The bear necessities.

A tough week in the grain market as the scaleof the global crop continues to bite hard. In this article, we will look at some recent WA forecast releases which paint a bearish tone.

Let’s start with the futures market. In figure 1, we can see the futures market since the beginning of October, and it’s not been particularly pretty. In the past week Chicago spot futures have dropped 5%, or 20.5¢/bu/A$9.6/mt. In Australia, producers have been cushioned from these falls through strong basis levels (thepremium or discount to futures).

The bulk of the fall can be attributed to StatsCan releasing more bearish data which is dragging the market down. The Canadian government forecaster increased well above expectations the size of the wheat crop to just a tick under 30mmt.

On Tuesday ABARES released their December crop estimates (read analysis here), which unsurprisingly pointed towards an overall decline in production year on year, and against a range of averages. Yesterday the respected Grain Industry Association of WA (GIWA) released their December update. The GIWA group utilise a group of industrycommentators and agronomists to develop their estimates of the crop, which is updated monthly compared to ABARES quarterly report.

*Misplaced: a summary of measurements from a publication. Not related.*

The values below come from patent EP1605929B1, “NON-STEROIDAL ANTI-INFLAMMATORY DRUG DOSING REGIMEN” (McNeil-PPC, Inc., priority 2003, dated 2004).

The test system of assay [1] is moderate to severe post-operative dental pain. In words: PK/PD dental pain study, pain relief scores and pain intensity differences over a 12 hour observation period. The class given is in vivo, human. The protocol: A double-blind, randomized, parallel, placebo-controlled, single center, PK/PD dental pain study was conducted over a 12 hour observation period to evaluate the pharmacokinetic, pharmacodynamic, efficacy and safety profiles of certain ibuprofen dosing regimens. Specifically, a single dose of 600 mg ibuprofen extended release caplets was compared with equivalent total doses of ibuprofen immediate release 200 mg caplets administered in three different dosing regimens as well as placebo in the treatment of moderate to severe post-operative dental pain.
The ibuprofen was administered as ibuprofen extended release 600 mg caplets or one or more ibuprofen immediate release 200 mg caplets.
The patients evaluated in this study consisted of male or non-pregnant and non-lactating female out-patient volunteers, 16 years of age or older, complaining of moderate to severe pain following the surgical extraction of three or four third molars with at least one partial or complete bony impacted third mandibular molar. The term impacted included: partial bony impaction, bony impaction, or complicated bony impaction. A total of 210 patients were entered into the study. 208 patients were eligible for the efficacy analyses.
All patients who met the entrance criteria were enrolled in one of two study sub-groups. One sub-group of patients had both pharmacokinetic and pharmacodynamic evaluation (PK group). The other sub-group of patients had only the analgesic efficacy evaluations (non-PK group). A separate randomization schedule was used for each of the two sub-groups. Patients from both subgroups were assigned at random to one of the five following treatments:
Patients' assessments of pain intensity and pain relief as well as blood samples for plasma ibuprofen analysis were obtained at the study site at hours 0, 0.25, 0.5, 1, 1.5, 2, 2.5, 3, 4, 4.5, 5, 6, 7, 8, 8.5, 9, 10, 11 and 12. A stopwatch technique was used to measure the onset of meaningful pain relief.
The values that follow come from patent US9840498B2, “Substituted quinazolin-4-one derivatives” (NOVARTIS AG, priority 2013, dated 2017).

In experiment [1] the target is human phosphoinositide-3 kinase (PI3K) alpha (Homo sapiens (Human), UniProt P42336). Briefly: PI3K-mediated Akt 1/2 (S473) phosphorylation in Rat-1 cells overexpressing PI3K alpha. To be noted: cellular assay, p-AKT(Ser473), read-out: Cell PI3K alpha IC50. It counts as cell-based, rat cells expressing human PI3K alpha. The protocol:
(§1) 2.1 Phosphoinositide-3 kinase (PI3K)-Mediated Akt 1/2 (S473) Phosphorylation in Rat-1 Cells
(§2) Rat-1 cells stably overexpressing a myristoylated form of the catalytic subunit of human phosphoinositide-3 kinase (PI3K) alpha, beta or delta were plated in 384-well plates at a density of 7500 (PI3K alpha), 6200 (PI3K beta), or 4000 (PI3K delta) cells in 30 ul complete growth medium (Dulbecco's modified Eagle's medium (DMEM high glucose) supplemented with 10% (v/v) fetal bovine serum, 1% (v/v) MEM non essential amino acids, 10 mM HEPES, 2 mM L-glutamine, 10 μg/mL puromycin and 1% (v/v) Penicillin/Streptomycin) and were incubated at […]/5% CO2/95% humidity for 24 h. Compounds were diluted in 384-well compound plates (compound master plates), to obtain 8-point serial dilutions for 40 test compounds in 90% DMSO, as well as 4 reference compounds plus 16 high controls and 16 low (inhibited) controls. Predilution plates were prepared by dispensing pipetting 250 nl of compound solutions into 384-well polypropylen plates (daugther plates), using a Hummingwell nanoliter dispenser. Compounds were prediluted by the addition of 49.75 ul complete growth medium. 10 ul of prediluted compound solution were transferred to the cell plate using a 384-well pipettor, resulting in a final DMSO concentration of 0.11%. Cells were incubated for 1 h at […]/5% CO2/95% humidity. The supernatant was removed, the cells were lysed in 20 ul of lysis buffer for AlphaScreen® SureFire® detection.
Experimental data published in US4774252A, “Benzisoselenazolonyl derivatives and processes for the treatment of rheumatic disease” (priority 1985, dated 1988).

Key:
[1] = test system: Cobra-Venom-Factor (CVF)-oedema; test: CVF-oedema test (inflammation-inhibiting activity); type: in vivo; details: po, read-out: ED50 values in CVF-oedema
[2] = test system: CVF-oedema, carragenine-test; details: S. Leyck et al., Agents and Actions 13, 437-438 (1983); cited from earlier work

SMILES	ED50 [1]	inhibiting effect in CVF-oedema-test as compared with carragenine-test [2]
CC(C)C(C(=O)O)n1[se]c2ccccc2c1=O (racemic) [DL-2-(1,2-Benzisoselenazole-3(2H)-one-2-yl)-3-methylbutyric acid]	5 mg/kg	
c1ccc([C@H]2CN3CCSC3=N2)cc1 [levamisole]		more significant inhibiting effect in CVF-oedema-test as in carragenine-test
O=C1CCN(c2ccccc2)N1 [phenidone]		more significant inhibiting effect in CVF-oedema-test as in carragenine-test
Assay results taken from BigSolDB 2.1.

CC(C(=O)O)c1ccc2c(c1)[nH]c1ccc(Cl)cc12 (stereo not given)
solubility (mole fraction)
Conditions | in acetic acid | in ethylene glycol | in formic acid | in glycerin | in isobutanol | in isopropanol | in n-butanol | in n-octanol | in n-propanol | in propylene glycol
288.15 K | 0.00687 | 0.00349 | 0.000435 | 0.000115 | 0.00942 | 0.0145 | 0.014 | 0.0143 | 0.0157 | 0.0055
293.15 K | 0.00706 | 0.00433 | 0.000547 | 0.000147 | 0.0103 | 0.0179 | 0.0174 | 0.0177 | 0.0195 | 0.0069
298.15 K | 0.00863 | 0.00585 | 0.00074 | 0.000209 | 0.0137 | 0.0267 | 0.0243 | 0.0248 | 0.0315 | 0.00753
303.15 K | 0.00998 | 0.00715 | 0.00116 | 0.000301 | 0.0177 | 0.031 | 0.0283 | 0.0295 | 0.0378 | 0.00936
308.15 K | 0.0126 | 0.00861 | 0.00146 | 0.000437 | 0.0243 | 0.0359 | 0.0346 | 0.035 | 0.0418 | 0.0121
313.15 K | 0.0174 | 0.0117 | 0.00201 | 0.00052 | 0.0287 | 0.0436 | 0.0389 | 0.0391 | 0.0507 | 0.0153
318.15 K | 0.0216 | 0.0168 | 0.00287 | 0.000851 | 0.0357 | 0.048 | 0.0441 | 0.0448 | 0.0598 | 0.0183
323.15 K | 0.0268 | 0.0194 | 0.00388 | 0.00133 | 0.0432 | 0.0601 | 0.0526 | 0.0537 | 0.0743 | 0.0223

Western Australia had a poor start to the season, however had a very good finish. In mid-year, the crop in Kwinana and Geraldton was in a very poor condition and it seems like a miracle to see the crop coming to fruition.

The WA crop expected is now expected to reach the following levels:

  • Wheat – 7,375,000mt
  • Barley – 3,399,000mt
  • Canola – 1,770,000mt

In our update on the ABARES numbers, we commented that the WA canola crop had already exceeded forecasts. This is further highlighted by the GIWA forecasts, which are in line with what is happening on the ground. Interestingly, the extent of the development of the canola crop has been a surprise to many including GIWA, with a 33% increase since last months forecasts!

In table 1, we have summarised the wheat, barley and canola to give an indication on the zone by zone basis.

What does this mean?

The USDA will release the December WASDE, this report will further cement the scale of the global crop, but will largely be bereft of any major surprises that the trade has not already factored in.

As we get closer to Christmas, can we expect to see any surprises presents from traders as they pay up to accumulate before the long Christmas break?